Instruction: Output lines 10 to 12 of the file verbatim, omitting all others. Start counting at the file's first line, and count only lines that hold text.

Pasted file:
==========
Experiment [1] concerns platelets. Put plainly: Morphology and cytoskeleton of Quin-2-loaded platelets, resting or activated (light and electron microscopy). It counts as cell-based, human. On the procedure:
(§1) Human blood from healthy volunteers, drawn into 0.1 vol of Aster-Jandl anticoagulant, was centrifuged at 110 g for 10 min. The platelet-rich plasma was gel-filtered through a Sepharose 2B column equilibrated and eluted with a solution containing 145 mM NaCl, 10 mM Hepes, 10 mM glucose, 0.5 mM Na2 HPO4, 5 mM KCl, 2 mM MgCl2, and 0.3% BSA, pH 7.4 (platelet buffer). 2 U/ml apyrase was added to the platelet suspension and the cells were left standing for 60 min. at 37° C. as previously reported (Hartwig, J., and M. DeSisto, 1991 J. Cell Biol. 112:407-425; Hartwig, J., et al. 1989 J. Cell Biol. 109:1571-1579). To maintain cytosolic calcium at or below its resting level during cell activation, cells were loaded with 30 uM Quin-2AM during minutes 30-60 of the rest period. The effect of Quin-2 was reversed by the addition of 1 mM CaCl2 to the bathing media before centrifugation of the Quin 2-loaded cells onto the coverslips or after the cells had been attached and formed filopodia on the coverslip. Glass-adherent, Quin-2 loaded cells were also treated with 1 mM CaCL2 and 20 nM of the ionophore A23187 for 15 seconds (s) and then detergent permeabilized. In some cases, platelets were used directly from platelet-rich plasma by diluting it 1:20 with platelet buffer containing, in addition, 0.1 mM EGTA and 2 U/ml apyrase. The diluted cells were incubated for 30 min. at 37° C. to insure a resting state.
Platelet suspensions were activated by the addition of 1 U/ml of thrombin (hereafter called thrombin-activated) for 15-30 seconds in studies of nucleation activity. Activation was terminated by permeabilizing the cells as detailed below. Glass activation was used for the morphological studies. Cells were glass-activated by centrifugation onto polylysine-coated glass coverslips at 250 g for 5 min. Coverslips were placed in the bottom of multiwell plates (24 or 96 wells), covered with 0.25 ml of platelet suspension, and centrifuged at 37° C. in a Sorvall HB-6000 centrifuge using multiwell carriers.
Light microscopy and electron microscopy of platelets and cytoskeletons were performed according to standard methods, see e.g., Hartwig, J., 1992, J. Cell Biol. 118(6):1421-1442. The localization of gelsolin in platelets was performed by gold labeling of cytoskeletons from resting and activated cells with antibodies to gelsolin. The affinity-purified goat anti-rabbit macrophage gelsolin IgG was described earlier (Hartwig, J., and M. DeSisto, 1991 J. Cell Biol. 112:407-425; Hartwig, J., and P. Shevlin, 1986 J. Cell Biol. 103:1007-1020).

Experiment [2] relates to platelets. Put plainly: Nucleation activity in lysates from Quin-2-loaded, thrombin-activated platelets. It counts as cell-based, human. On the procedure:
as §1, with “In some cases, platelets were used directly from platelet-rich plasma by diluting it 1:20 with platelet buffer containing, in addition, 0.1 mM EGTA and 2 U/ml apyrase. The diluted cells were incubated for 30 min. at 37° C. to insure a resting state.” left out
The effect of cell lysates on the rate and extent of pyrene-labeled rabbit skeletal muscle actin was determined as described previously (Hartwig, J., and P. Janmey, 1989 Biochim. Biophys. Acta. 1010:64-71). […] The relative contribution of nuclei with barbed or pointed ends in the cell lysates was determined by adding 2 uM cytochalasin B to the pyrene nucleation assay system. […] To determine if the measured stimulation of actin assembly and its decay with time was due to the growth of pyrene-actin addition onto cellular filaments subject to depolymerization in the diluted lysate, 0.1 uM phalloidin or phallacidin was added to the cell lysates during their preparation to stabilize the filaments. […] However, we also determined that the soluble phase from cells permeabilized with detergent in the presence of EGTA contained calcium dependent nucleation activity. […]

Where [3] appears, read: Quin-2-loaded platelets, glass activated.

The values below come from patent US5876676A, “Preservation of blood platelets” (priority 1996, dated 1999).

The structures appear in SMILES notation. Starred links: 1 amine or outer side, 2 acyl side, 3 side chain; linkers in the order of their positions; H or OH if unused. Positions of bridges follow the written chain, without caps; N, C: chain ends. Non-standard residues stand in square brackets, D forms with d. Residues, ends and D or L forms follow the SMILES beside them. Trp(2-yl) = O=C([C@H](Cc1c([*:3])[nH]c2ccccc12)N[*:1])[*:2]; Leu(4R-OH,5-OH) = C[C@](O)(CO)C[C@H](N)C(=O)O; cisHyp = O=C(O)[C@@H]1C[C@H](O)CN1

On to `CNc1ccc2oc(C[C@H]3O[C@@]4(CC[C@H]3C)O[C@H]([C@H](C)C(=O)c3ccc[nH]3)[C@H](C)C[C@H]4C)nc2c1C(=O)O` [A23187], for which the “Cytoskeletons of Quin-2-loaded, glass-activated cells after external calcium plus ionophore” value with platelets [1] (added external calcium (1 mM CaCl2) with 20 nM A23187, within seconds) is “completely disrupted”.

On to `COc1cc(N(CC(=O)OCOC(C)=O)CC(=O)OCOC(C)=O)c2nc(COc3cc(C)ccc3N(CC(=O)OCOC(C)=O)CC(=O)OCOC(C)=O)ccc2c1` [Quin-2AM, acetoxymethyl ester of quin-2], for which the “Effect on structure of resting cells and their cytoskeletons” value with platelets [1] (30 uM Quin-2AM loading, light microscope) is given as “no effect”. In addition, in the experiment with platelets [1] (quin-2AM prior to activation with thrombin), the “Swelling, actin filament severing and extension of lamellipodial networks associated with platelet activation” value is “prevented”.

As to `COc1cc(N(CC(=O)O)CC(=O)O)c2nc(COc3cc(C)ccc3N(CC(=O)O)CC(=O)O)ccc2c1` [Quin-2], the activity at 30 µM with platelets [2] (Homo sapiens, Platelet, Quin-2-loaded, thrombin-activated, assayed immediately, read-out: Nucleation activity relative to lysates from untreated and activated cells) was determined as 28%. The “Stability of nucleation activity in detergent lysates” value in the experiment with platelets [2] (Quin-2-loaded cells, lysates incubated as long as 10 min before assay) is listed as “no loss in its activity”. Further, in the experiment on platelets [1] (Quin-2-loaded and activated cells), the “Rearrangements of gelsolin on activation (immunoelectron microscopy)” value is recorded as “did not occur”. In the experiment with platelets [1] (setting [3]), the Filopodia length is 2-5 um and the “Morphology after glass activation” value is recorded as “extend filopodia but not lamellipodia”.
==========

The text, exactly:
The structures appear in SMILES notation. Starred links: 1 amine or outer side, 2 acyl side, 3 side chain; linkers in the order of their positions; H or OH if unused. Positions of bridges follow the written chain, without caps; N, C: chain ends. Non-standard residues stand in square brackets, D forms with d. Residues, ends and D or L forms follow the SMILES beside them. Trp(2-yl) = O=C([C@H](Cc1c([*:3])[nH]c2ccccc12)N[*:1])[*:2]; Leu(4R-OH,5-OH) = C[C@](O)(CO)C[C@H](N)C(=O)O; cisHyp = O=C(O)[C@@H]1C[C@H](O)CN1

On to `CNc1ccc2oc(C[C@H]3O[C@@]4(CC[C@H]3C)O[C@H]([C@H](C)C(=O)c3ccc[nH]3)[C@H](C)C[C@H]4C)nc2c1C(=O)O` [A23187], for which the “Cytoskeletons of Quin-2-loaded, glass-activated cells after external calcium plus ionophore” value with platelets [1] (added external calcium (1 mM CaCl2) with 20 nM A23187, within seconds) is “completely disrupted”.

On to `COc1cc(N(CC(=O)OCOC(C)=O)CC(=O)OCOC(C)=O)c2nc(COc3cc(C)ccc3N(CC(=O)OCOC(C)=O)CC(=O)OCOC(C)=O)ccc2c1` [Quin-2AM, acetoxymethyl ester of quin-2], for which the “Effect on structure of resting cells and their cytoskeletons” value with platelets [1] (30 uM Quin-2AM loading, light microscope) is given as “no effect”. In addition, in the experiment with platelets [1] (quin-2AM prior to activation with thrombin), the “Swelling, actin filament severing and extension of lamellipodial networks associated with platelet activation” value is “prevented”.